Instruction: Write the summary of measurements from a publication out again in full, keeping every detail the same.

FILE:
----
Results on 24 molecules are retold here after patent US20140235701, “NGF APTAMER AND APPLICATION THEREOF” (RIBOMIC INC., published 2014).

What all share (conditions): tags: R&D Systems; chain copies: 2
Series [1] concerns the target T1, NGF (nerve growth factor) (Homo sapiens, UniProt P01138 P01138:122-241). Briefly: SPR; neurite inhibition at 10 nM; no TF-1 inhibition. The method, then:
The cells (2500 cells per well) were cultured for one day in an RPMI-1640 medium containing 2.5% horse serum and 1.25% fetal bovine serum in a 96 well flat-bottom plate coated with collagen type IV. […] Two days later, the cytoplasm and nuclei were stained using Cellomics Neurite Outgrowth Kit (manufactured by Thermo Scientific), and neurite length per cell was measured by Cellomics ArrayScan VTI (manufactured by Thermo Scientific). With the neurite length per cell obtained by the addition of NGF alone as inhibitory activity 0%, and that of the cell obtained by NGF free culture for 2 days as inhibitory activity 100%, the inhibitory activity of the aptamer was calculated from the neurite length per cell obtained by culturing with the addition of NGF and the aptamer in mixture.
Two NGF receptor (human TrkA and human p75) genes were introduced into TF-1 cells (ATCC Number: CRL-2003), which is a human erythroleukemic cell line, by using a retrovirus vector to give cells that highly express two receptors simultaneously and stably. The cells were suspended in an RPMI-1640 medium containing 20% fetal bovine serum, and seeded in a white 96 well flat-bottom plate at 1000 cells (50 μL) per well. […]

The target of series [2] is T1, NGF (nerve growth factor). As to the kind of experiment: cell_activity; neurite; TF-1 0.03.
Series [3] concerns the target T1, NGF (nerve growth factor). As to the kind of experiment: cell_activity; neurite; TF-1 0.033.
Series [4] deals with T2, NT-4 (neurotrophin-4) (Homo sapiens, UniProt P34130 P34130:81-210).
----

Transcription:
Results on 24 molecules are retold here after patent US20140235701, “NGF APTAMER AND APPLICATION THEREOF” (RIBOMIC INC., published 2014).

What all share (conditions): tags: R&D Systems; chain copies: 2
Series [1] concerns the target T1, NGF (nerve growth factor) (Homo sapiens, UniProt P01138 P01138:122-241). Briefly: SPR; neurite inhibition at 10 nM; no TF-1 inhibition. The method, then:
The cells (2500 cells per well) were cultured for one day in an RPMI-1640 medium containing 2.5% horse serum and 1.25% fetal bovine serum in a 96 well flat-bottom plate coated with collagen type IV. […] Two days later, the cytoplasm and nuclei were stained using Cellomics Neurite Outgrowth Kit (manufactured by Thermo Scientific), and neurite length per cell was measured by Cellomics ArrayScan VTI (manufactured by Thermo Scientific). With the neurite length per cell obtained by the addition of NGF alone as inhibitory activity 0%, and that of the cell obtained by NGF free culture for 2 days as inhibitory activity 100%, the inhibitory activity of the aptamer was calculated from the neurite length per cell obtained by culturing with the addition of NGF and the aptamer in mixture.
Two NGF receptor (human TrkA and human p75) genes were introduced into TF-1 cells (ATCC Number: CRL-2003), which is a human erythroleukemic cell line, by using a retrovirus vector to give cells that highly express two receptors simultaneously and stably. The cells were suspended in an RPMI-1640 medium containing 20% fetal bovine serum, and seeded in a white 96 well flat-bottom plate at 1000 cells (50 μL) per well. […]

The target of series [2] is T1, NGF (nerve growth factor). As to the kind of experiment: cell_activity; neurite; TF-1 0.03.
Series [3] concerns the target T1, NGF (nerve growth factor). As to the kind of experiment: cell_activity; neurite; TF-1 0.033.
Series [4] deals with T2, NT-4 (neurotrophin-4) (Homo sapiens, UniProt P34130 P34130:81-210).